Peter’s request for proof persuaded the astonished disciples that Jesus was the Son of God. Jesus judgment of Peter the first time they met proved accurate. Peter would become a rock because he will test the accuracy of the things he had learned. The truth tested and tried built a solid foundation for Peter’s faith to become a rock. His intimate experience with Jesus also planted the false assumption he loved Jesus more than his fellow disciples.

[1] Matthew 5:13


[3] Mark 4:38, NIV

[4] Matthew 10:1-4

[5] Matthew 14:28, NIV

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A Time for Everything


A Sinful Man #3

A Study in Jesus’ dealings with Simon, brother of Andrew, who became the Apostle Peter.

And a voice came from heaven: “You are my Son, whom I love; with you I am well pleased.” Mark 1:11, NIV

John the Baptist had more than his word to prove Jesus was the Messiah. John and everyone present at Jesus’ baptism heard God publicly acknowledge Jesus as his son. Andrew might have been present when the voice[1] said to Jesus, “You are my Son, whom I love; with you I am well pleased.[2] If he wasn’t, he surely heard John and others talking about the voice from heaven.

The day after Jesus’ baptism, John saw Jesus walking toward him and declared, “Look, the Lamb of God, who takes away the sin of the world!”[3] A mini sermon followed about Jesus being the one John had been talking about from the beginning of his ministry. John also testified about the events at Jesus’ baptism.[4]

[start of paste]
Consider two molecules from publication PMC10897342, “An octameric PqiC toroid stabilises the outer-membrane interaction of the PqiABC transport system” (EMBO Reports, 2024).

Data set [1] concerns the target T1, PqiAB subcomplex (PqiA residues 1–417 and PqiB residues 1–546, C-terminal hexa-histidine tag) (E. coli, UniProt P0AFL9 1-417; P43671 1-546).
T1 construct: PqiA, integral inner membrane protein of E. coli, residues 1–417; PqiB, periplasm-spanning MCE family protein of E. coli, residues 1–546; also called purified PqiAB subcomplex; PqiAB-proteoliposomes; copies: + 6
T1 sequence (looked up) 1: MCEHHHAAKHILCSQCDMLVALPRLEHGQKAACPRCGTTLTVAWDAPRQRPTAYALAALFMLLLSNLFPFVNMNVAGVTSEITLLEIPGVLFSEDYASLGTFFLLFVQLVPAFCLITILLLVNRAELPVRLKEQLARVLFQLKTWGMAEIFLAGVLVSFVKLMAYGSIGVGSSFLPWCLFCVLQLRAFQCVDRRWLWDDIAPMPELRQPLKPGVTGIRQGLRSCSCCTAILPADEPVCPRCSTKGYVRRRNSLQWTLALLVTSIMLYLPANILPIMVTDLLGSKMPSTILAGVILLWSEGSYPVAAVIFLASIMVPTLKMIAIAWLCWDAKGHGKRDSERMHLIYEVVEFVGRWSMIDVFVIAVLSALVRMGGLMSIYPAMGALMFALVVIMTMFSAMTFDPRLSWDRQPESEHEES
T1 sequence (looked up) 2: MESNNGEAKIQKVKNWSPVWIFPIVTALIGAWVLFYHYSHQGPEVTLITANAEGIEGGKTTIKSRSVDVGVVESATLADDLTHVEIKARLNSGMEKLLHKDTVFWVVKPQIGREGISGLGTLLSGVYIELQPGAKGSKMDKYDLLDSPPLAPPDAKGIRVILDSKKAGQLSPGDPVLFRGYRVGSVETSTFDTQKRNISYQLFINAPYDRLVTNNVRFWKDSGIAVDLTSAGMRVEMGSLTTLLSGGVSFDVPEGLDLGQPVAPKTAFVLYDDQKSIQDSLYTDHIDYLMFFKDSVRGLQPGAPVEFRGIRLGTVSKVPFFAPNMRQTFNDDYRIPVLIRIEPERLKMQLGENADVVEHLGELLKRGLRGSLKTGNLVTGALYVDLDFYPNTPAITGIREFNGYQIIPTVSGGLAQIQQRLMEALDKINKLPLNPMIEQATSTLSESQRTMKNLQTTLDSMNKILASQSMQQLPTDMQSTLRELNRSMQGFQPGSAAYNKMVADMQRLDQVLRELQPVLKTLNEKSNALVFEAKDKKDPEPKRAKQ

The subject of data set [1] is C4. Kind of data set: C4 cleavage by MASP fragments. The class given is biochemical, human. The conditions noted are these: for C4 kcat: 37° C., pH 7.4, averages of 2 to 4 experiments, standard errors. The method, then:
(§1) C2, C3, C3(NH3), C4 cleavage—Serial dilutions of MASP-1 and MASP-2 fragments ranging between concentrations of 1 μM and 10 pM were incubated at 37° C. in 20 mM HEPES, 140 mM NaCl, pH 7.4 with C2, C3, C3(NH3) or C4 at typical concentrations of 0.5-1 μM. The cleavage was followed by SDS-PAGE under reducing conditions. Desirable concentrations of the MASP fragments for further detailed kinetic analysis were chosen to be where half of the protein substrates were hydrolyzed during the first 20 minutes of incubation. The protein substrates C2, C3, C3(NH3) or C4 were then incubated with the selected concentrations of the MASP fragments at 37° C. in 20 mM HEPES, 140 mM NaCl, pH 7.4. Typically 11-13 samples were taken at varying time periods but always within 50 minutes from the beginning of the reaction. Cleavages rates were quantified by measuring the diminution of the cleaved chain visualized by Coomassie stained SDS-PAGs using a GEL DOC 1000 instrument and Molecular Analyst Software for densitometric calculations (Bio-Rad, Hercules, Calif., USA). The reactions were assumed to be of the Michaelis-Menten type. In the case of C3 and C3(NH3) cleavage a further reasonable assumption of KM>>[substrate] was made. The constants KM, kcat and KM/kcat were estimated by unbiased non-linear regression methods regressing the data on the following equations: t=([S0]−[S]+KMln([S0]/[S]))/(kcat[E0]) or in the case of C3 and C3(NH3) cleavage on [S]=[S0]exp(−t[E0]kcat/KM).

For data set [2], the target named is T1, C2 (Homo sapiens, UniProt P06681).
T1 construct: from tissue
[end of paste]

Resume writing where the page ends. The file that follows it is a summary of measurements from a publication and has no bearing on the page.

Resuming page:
After Jesus’ baptism, the Holy Spirit led Jesus into the wilderness to be tempted by the devil.  In Jesus absence John had additional fodder for his sermons. The one he said would come had now arrived and then disappeared again. I doubt that stopped John from preaching that the one he prepared the way for had come.

At minimum two months elapsed before Jesus returned to the Jordan River. Andrew was with John when John looked up and saw Jesus walking by and said, “Look, the Lamb of God!”[5] That declaration prompted Andrew to abandoned John and follow the lamb who takes away the sin of the world.

There is a difference between “Son of God” and “Lamb of God.” God’s sons are loved. God’s lambs are sacrificed to save the sons and daughters God loves. Why did Andrew follow a sacrificial lamb who takes away sin? As a disciple of John the Baptist he had already repented and been baptized in water.

Clearly, Andrew knew repentance is not enough to save us from death. Believers from the beginning of time have repented and received God’s forgiveness. Yet repentant believers still pay the penalty for sin, which is death. Repentance is enough for God to forgive us and return us to a right relationship with him, but repentance does not remove the consequence of sin. Someone had to pay the price to redeem us from death. When Andrew learned Jesus was the lamb that would pay that price he wanted to know more.